That’s the sound of me going upside my own head.
      Yeah, right you are. So how’s your day going? Isn’t it nice that we–” WHAP
     We’ve all known people who talk like that, but we don’t want them populating our books. That’s driveling and makes you eligible to be the Honorary Governor of Alaska.     
     Good Rule: cut social pleasantries unless they show character or somehow advance the plot, which they seldom do.
      Ask yourself the questions that lead off this post: Why is she saying this? What does he really mean? Dialog is the place people reveal themselves, both by what they say and what they don’t say.
      Best Rule: Dump “housekeeping” lines. Lines where we compare our schedules, or talk about what we had for breakfast, or which engine is best for our car, or what all the dog did today or where we went on our walk. . .
      Unless: it advances the story or develops character.
      Now get those characters talking. WRITE AT ABSOLUTE TOP SPEED

Raise your hand if you think marketing sucks.
All across this great land I can hear the gentle ‘whoosh’ of air flowing over rapidly rising digits.
Now, the question we ask our characters: What are you going to do about it? (Clue. If your character isn’t going to do anything about his or her problems, best give them a merciful tap on the back of the skull with your ‘delete’ button.)
So what the hell are we going to do about marketing?
1. Accept the fact that writers are a special breed with no interest in selling shoes, time shares or sewing machines. Rejoice for a moment in that specialness. We’re freekin’ creative artists.
2. Moment’s over. Selling your book is a part of the writer’s life. Let’s do it good, let’s do it quick, then let’s get back to writing.
3. Primary reason for rejection: unsaleable manuscript. Writers love to blame everything else. Agents are grasping, sub-literate droolers, the market is tanking, all the big publishers are conspiring against the little guy, Joe the damn Plumber is writing a book. Might as well go to Kinkos. All of the above may be true, but it’s not your business. Your business is to write the best book you can (with the help of Writers Welcome, por supuesto). Put your energy, your heart and soul there.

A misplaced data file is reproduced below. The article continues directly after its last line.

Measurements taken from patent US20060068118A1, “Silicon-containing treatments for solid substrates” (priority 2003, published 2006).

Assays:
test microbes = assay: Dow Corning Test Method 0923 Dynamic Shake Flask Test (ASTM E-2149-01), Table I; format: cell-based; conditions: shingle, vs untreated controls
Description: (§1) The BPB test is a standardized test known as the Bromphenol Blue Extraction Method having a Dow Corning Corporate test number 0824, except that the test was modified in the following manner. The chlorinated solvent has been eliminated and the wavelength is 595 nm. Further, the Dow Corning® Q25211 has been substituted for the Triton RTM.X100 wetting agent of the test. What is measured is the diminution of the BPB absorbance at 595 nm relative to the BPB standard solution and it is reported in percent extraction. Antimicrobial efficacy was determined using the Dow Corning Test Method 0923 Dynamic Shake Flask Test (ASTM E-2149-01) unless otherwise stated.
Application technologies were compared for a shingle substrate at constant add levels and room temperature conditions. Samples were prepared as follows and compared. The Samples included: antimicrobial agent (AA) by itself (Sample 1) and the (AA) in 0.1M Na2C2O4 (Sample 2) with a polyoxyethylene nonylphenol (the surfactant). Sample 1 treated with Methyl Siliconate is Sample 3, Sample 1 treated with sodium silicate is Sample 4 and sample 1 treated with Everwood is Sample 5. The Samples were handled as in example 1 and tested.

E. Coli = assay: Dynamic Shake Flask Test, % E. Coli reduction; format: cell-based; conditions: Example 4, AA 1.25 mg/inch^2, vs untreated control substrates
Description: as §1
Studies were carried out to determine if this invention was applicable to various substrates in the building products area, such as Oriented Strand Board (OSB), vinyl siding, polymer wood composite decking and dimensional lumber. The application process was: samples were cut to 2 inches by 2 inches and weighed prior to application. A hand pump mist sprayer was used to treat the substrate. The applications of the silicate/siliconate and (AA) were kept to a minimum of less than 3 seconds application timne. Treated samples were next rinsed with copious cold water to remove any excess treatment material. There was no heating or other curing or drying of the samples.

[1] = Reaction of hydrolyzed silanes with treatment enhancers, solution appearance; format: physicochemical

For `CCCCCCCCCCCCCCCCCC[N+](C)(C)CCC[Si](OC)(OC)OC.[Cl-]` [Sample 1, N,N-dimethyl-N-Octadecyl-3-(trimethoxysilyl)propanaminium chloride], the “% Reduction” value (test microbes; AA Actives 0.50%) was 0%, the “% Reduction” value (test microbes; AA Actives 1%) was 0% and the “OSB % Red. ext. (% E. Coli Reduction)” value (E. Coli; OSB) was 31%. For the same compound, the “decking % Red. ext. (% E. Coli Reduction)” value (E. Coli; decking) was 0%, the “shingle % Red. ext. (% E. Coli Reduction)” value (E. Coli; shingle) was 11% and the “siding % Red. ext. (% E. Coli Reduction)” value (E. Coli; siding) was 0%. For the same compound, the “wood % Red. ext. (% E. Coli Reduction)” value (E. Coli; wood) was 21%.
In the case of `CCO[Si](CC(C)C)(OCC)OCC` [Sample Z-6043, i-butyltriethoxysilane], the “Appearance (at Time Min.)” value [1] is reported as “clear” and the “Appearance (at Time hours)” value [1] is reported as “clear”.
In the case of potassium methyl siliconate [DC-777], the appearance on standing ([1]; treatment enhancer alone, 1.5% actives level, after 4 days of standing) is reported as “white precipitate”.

4. Many manuscipts get rejected simply because they’re sent to the wrong place. I advise against tossing handfuls of query letters into the night sky over New York and praying they’ll land on the right desk. Research. Target.
5. If you can’t tell your story in a tight, well-crafted two pages, agents take that as de facto evidence you don’t know what the hell your book is about. Synopsis, query letter. Tons of websites telling you how to construct same. Google them now.
6. The self-diagnostic side of marketing. If you have a lot of trouble writing these documents it may mean there are things wrong with your story, your plot or your characters. Look carefully at where you get stuck in your synopsis. Too much stuff happening for two pages? Trouble figuring who the main characters really are, what they really want? Put your literary house in order.
7. Let’s assume you have a good query and a good synopsis. You’ve found several agents who handle your kind of stuff. You send them your stuff (exactly what they ask for, please). What now? Hit those damn keys. Get busy on your next project. If you get rejected by several agents, say a dozen or so, take another look at your manuscript. You will be perhaps a year older, and much wiser in the ways of the written word. Revise and repeat the above process.
It won’t be easy–if it were easy, everyone would do it.
And how do we begin the process? Correcto, we WRITE AT ABSOLUTE TOP SPEED.